within a single deployment. This means that several completely distinct
organizations with their own reports, workflow, customizations, and
schemas can be run on the same set of hardware using the same physical
servers and the same database instances and IIS Web sites.
first glance, this might appear to be the panacea that solves all of
our manageability, isolation, and cost conundrums. Such a solution might
be visualized as in Figure 4.
Figure 4 A multi-tenancy-only solution
seems logical because each organization gets its own physical database
on the shared SQL Server or instance (which includes customizations,
workflows, users, roles, and settings) and its own SQL Reporting
model works perfectly well if those distinct organizations are part of
different team or departmental solutions. This, after all, is what
multi-tenancy was designed for. While it is true that each organization
(or tenant) gets its own database, they all share the same
organizational unit (OU) and Active Directory groups, and they will all
share the same platform services and front-end application as well. This
means that the same asynchronous service and IIS Web site will be
shared among organizations. The front-end servers are able to "host"
these different organizations through a URL provider that determines,
based on the URL, which organization to host.
these URLs as an example: crmserver/ContosoDevOrg/loader.aspx and
crmserver/ContosoTestOrg/loader.aspx. The CRM server looks at the root
directory to determine the name of the organization to serve up. If no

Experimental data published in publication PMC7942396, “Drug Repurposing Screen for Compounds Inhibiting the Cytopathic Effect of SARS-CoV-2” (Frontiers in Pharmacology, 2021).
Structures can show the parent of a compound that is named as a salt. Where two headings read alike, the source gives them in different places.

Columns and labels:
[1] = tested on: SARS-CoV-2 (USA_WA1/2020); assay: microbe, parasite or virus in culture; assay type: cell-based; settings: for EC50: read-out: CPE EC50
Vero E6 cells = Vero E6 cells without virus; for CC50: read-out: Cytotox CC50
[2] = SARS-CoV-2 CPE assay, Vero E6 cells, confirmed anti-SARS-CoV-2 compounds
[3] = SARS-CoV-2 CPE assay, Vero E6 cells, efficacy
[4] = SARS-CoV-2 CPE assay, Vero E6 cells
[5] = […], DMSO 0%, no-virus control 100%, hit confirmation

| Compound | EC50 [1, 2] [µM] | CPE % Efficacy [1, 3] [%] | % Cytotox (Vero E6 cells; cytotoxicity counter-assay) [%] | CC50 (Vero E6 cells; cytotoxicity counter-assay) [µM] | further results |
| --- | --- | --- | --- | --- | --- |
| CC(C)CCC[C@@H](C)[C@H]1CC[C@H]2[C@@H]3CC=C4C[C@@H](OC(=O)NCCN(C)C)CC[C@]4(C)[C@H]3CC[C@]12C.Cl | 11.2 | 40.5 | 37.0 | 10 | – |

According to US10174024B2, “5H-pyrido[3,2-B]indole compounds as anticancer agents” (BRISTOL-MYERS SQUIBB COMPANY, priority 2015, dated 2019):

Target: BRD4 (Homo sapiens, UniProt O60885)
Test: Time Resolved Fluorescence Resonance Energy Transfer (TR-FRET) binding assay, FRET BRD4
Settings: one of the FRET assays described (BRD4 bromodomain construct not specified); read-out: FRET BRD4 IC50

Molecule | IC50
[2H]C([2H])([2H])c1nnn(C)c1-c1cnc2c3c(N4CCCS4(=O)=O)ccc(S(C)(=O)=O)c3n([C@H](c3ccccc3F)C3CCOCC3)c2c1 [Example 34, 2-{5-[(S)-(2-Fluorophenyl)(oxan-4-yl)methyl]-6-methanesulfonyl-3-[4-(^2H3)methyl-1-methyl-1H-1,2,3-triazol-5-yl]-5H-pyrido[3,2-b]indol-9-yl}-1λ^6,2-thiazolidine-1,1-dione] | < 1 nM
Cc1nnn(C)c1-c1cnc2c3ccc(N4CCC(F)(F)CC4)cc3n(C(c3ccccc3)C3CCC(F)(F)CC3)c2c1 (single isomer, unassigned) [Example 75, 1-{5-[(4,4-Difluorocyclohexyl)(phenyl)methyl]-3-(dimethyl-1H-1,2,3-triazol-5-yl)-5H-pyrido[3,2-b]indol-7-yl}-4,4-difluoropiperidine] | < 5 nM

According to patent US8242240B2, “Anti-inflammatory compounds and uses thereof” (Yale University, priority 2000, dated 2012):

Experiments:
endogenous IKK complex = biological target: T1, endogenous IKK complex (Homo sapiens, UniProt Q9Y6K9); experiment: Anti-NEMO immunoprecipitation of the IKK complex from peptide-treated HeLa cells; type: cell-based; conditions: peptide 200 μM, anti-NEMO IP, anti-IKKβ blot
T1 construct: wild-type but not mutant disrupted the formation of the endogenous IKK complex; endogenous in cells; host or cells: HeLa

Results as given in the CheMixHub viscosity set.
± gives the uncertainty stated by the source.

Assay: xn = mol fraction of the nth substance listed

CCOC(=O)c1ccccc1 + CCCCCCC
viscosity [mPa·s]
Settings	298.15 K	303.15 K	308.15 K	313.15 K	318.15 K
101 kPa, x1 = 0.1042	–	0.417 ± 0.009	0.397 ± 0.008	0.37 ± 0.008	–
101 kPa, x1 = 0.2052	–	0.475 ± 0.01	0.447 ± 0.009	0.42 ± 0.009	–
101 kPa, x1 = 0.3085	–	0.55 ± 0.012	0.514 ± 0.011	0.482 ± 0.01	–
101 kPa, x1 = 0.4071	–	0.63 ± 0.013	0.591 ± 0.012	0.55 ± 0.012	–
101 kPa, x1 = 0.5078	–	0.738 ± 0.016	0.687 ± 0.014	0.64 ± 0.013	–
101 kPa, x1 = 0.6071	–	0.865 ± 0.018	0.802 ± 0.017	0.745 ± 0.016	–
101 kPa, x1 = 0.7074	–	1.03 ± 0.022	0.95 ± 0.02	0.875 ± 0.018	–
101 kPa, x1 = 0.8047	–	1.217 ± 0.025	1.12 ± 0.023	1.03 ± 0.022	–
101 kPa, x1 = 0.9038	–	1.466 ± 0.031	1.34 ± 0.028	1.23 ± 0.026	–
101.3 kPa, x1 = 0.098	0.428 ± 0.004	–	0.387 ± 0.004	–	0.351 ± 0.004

root organization name is found, as in the case of
crmserver/loader.aspx, the server defaults to the first organization
created in the deployment or the one where the calling user has access.
the same Web site is used for both organizations, if you have custom
code as part of your solution, it too will be shared by both
organizations; for example,
point to the same physical file on disk, such as
C:\inetpub\wwwroot\isv\mycustomdialog.aspx. Since it is likely that the
version of a custom extension would be different between Dev, Test, and
Production, this can pose a serious problem. Let's assume, for example,
that Build 11 of your application is currently being developed, while
Build 9 is in UAT (user acceptance testing) for test. If you attempt to
use multi-tenancy to solve your environment problem, you will have a
hard time isolating these two builds. In such situations, some of you
might be tempted to try the solution shown in Figure 5.
Figure 5 Attempting to use different IIS servers to segregate your custom solutions code
In that model (if you are no longer using the Network Load Balancing address), users might hit a URL that looks like this:
model lets you have three separate front-end servers, hosting three
different organizations, with three different code bases on disk. As
long as a user doesn't inadvertently hit the wrong organization on the
wrong server, everything should work out perfectly.
since all front-end servers are considered a part of the same
deployment, difficulties start to arise a little further downstream than
you might realize at first glance. This really becomes a challenge if
your solution uses asynchronous plug-ins or workflows, because while you
can control which servers your users hit, you cannot control which
asynchronous service will process events and requests for which
is because all asynchronous services in a deployment work in a
round-robin manner, and, as such, your development server's asynchronous
service might process a workflow, system job, or asynchronous plug-in